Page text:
Rainbow History logo

Search Rainbow History Site:

Community Pioneers | Oral History Program | Collections | Additional Resources | Membership | Donate | About Us

Jack Nichols, March 16, 1938 - May 2, 2005

Jack Nichols had great affection for the works of Robert Burns and Walt Whitman.  Burns spoke to Jack's Scottish heritage but Whitman was a special mentor.  As Jack wrote in 1997 "Leaves of Grass  announced that those like the poet could be most convincing when they effectively used what is known as personal presence. A favorite Whitman line Lige [Clarke] whispered to me whenever gay and lesbian activists fell into heated arguments, said 'while they discuss I am silent and go bathe and admire myself.' "  Whitman also wrote, in words that evoke Jack Nichols:

I depart as air, I shake my white locks at the runaway sun
I effuse my flesh in eddies, and drift it in lacy jags.
I bequeath myself to the dirt to grow from the grass I love,
If you want me again look for me under your boot-soles.
You will hardly know who I am or what I mean,
But I shall be good health to you nevertheless,
And filter and fibre your blood.

Failing to fetch me at first keep encouraged,
Missing me one place search another,
I stop somewhere waiting for you.

-- Walt Whitman

Jack Nichols, gay civil rights pioneer and a steadfast agitator for civility and dignity, died May 2nd of cancer in Cape Canaveral, Florida.

Washington, DC and the LGBT community nationwide have lost a longtime champion of our civil rights, an instigator and agent provocateur, and a humane good-humored friend.  He was most recently in Washington, DC in June 2004 when he read from his latest book and spoke at a Rainbow History Project Talking History program about the gay Washington of his youth and about his many years as an activist.  Rainbow History nominated Nichols for a Hero of Pride award in 2004 and honored him at a dinner during his visit.

Jack was a native Washingtonian, raised in Chevy Chase, proud of his Scottish heritage and fond of the verses of Burns and Whitman.  His last work, The Tomcat Chronicles, is a unique portrait of the life of a very 'out' young gay man in and around Washington in the 1950s and 1960s.  The book provides many vignettes of both the social life of gays and lesbians and of Jack's increasing involvement in the active campaign for gay civil rights.  Jack co-founded the Mattachine Society of Washington with Dr. Frank Kameny.  Writing of his early association with Dr. Franklin E Kameny Jack wrote, "I quickly saw that the federal bureaucracy's treatment of Kameny as just another gay victim would rebound on its own head.  It fashioned in him a tireless thorn in the side of anti-gay policies and unwittingly played midwife at the birth of militant gay activism. Kameny and I talked regularly discussing new strategies. As admirers of Dr. Martin Luther King, Jr., we spoke often of King's inspiring activism.  I became Kameny's cohort and figuratively, if not literally, the organization's second charter member when he announced on November 15, 1961, the formation of The Mattachine Society of Washington."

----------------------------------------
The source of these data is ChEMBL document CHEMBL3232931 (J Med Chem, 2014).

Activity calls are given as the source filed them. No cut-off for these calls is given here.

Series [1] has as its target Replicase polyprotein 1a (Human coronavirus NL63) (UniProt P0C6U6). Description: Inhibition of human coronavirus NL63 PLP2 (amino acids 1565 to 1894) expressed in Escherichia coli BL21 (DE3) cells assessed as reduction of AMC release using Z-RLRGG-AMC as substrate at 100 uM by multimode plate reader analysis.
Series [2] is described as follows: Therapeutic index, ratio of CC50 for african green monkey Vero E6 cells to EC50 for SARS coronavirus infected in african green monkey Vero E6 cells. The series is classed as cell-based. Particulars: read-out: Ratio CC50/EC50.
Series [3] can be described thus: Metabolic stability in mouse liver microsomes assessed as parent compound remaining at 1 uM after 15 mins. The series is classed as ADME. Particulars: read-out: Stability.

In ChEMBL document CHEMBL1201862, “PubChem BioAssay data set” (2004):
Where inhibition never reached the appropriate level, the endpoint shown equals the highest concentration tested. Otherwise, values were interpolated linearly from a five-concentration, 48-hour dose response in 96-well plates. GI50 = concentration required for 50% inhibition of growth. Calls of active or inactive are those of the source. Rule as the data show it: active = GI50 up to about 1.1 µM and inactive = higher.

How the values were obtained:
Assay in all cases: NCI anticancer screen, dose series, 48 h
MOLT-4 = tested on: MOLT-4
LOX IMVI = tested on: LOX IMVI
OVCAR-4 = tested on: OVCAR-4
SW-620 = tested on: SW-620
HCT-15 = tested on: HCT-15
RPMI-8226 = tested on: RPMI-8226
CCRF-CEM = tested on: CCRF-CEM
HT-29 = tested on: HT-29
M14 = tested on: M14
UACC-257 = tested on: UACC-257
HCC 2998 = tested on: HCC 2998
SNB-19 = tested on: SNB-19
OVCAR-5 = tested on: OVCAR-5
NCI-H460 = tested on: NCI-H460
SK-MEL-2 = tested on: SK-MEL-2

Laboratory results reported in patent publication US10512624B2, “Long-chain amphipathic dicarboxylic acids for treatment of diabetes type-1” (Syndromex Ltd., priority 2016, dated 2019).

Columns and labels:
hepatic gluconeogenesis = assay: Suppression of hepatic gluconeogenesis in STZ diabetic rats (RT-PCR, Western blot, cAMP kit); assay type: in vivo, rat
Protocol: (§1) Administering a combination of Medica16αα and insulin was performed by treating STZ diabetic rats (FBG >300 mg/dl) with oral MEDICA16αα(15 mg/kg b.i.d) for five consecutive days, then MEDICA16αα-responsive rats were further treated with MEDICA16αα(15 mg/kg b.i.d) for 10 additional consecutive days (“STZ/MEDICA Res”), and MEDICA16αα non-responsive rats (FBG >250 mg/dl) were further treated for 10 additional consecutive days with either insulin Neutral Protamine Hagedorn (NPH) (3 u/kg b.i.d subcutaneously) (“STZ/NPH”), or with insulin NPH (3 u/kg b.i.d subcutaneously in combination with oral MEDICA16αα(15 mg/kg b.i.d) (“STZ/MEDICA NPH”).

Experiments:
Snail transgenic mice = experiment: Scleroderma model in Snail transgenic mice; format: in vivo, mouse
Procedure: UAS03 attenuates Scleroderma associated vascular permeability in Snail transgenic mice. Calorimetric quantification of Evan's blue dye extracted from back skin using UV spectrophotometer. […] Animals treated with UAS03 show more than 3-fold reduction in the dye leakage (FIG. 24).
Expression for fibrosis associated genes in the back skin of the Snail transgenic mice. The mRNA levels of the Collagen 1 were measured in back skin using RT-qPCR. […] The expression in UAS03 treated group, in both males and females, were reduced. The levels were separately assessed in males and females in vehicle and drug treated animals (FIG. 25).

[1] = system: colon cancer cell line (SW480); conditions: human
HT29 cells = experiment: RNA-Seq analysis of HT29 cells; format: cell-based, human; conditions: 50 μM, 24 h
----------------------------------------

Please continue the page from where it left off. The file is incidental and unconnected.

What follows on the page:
During the 1960s, Jack's involvement in the Mattachine Society led to work to rescind the APA's definition of homosexuality as a disease, to building discussion with clergy on the subject of homosexuality, and to outspoken protest and picketing of major government sites.  He appeared on several early television programs discussing homosexuality and spoke at the 1965 ECHO conference.  His work organizing the first ecumenical discussion of homosexuality led to the creation of the Washington Area Council on Religion and the Homosexual.

Jack met his lover, Lige Clarke, at the Hideaway in DC and built a partnership that led them to New York City where they published Gay, the first weekly national gay newspaper in the early 70s.  Jack and Lige published two of the earliest books portraying happy same sex relationships, I Have More Fun With You Than Anybody (1972) and Roommates Can't Always Be Lovers: An Intimate Guide to Male-Male Relationships (1974).  Late in the 70s, Jack between an outspoken advocate of men's liberation, writing a basic text on the subject, Men's Liberation: A New Definition of Masculinity (1975) that was used for many years in courses on the topic.

Jack's career in journalism continued following his move to Florida, as he continued providing columns and articles for the gay press.  In 1996 his riposte to the right wing, The Gay Agenda: Talking Back to the Fundamentalists was published.  For seven years he edited and wrote for the online magazine, Gay Today, and most recently for the 365Gay.com website.

Jack Nichols is survived by his mother Mrs. Mary Lund of Cocoa Beach, FL, his friends Scott Hall, Steve Yates and Gary Comingdeer of Cape Canaveral, FL and a host of friends and colleagues in Washington, DC, New York City, and around the nation.

Jack's biographer, J Louis Campbell III, has written an obituary for Jack.

Memories of Jack Nichols: if you would like to contribute your thoughts, please email to info@rainbowhistory.org.

1955: Jack & Ted Richards
© Nichols

1971: Lige, Jack, Frank Kameny, Barbara Gittings
© Kay Tobin Lahusen

1972: Lige, Barbara, Kay Tobin Lahusen, Jack
© Nichols

1987: Perrin Shafer, Jack at March on Washington
© Nichols

1994: Jack in Florida
© Nichols

2002: Jack in Florida
© Nichols